Strength v. Size

Posted on by BEAST Sports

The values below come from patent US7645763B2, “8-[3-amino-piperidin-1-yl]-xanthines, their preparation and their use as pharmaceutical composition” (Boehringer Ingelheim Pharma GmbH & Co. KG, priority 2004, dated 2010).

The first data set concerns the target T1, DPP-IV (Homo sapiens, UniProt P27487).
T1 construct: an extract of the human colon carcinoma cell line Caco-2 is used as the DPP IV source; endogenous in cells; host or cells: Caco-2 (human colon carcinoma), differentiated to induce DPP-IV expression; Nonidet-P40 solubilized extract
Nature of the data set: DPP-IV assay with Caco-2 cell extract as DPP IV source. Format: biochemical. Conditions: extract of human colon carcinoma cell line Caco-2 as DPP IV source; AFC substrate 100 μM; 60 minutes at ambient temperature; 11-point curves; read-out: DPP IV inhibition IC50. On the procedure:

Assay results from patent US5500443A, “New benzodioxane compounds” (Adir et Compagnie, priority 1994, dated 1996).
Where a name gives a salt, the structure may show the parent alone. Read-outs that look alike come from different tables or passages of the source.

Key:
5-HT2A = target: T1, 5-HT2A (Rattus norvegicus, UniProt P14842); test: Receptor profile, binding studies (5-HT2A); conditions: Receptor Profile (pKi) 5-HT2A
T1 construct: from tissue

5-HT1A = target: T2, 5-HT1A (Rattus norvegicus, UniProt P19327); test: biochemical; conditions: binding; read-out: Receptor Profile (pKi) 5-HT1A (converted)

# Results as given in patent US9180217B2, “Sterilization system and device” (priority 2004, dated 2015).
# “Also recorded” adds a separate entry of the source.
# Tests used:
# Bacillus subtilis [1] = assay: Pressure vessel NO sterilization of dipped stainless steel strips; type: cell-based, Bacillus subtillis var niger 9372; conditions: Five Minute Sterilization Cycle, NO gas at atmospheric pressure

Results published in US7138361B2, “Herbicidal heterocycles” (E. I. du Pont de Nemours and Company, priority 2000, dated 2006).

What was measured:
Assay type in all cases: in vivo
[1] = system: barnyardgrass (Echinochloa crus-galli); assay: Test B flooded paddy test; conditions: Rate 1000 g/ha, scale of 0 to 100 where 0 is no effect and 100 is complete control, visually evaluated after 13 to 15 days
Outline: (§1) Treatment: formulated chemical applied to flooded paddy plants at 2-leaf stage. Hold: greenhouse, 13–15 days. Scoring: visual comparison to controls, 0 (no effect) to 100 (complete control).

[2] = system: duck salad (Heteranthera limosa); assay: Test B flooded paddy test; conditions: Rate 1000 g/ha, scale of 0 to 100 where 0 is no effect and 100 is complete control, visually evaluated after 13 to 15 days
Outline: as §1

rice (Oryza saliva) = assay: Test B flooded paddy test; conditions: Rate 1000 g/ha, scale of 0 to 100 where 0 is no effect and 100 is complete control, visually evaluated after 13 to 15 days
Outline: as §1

width=Ah yes, the age-old question of how to resistance train for muscular growth or muscular strength. And just as the weight lifting gods would have it, the answer isn't so simple. When weight training for either goal there is always going to be some crossover as the two goals are not dichotomous, for some they may be one in the same. Furthermore, many other factors can dictate adaptations to a training stimulus such as age, gender, training state, and caloric consumption. Think about it, your grandma is going to have a whole different response to the same training variables than Schwarzenegger did in his hay day. There are, however, some basic parameters to consider when you plan to train for muscular size or strength. Figure 1. Equation for calories to gain weight Low Activity (<3 trainings/wk) Bodyweight (lb) x 16-18 calories Moderate Activity (3-4/wk) Bodyweight x 18-20 calories High Activity (>5 trainings/wk) Bodyweight x 20-22 calories When all variables outside a given workout are held constant, you find what you are really looking into this article for; the meat and potatoes of your weight training goals if you will. The total volume (amount of repetitions and sets per training session), repetition and set scheme, and of course intensity (% of 1 repetition maximum of an exercise), are going to be dictated by your training goal. In general, if your goal is strength, heavier loads (>85% 1 RM) for 1-5 repetitions, for anywhere between 2-6 sets can be assigned. Whereas, to gain muscular size a more modest load (67-85% 1 RM) for 6-12 repetitions, and 3-6 sets per exercise is recommended (Baechle & Earle 2008). Whil textbook information is great for general recommendations, it may not always apply in the real world gym setting. When it comes down to it you may find you gain muscle even when working in lower rep ranges with higher loads. Personally, I have seen my best muscular gains on a 5 sets of 5 reps program. Below are two workouts for identical muscle groups, one aiming for muscular strength, and one for muscular size: Lower Body Size Emphasis Barbell Squats - 4 sets of 10-15 repetitions Leg Press - 4 sets of 12-15 repetitions Romanian Deadlift - 3 sets of 8-12 repetitions Walking Dumbbell - Lunges 3 sets of 30 steps Lying Leg Curls - 3 sets of 12-15 repetitions Leg Extensions - 3 sets of 12-15 repetitions Standing Calf Raise - 3 sets of 15 repetitions Lower Body Strength Emphasis Barbell Squat - 3 sets of 5 repetitions Romanian Deadlift - 3 sets of 8 repetitions Leg Press - 3 sets of 10 repetitions Leg Curl - 3 sets of 10 repetitions While the above workouts are relatively general, they provide a good numerical and visual depiction of the varying emphasis for the two different goals. As I stated previously, repetitions and sets don't always fit into the textbook recommendations, but as anyone with a good deal of training experience will tell you, much of your training will. It's not about hitting a number that counts, it's about training with intention, training with your goal in mind, and ripping the barn doors off when you hit the gym. If your intention is to get stronger, implement longer rest between sets (2-5 minutes between sets), with exercises that use a great deal of musculature (e.g. barbell squats, bench presses, deadlifts), and done so with an all out effort that renders only several repetitions. Whereas, if muscular size is your goal, use a combination of multi-joint exercises (e.g. pull-ups and leg presses) and isolation exercises (e.g. bicep curls, side lateral raises) done to failure in the aforementioned repetition and set ranges. The rest of your progress comes with recovery, a surplus of calories, and plenty of protein. Whatever your goal is, make sure you have a plan of action, and follow it consistently. Remember, if progress slows don't be afraid to try something new. There are plenty of successful workout programs floating around, but inevitably it is your own personal journey in the weight training world that will determine what workout variables are best for you. In the end it's pretty simple in regards to training for size or strength. The workout variables are straightforward, so long as you bring your best effort to each training session and allow for proper rest (48-72hours between working a body part), progress should ensue. Now all that's left is for you to choose your goal, apply these principles, and show the weights who's boss. Until next time, train smart, eat healthy, and stay positive!   Adam Bisek is a Personal Trainer and Nutrition Coach practicing in Minneapolis, MN. Certified through the National Strength and Conditioning Association (NSCA) and the National Academy of Sports Medicine (NASM) he brings a high level of intensity and passion to early morning bootcamps and a dedication to results with his personal training and weight loss coaching clientele. Adam qualified for national competition in Men’s Physique with a 3rd Place finish at the NPC Badger State (Oct 2011), and will be competing this fall for his pro card. Chromiak, J. (2006, March). Strength training for muscle building. www.nsca-lift.org Hot topics in strength. Baechle, T. R., & Earle, R. W. (2008). Essentials of strength training and conditioning. Human Kinetics.